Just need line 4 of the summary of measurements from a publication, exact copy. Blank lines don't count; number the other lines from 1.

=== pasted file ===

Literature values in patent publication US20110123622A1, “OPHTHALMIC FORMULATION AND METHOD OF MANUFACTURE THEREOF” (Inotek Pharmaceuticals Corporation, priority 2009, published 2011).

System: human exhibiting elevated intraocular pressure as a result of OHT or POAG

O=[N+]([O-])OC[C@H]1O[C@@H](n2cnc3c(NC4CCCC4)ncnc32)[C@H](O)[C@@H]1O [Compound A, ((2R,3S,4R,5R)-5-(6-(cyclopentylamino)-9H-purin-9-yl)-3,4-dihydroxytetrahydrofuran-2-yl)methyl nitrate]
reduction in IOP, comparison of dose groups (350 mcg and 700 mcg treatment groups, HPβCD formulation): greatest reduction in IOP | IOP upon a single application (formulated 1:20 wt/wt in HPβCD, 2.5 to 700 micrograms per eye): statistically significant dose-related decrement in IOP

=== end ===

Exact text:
reduction in IOP, comparison of dose groups (350 mcg and 700 mcg treatment groups, HPβCD formulation): greatest reduction in IOP | IOP upon a single application (formulated 1:20 wt/wt in HPβCD, 2.5 to 700 micrograms per eye): statistically significant dose-related decrement in IOP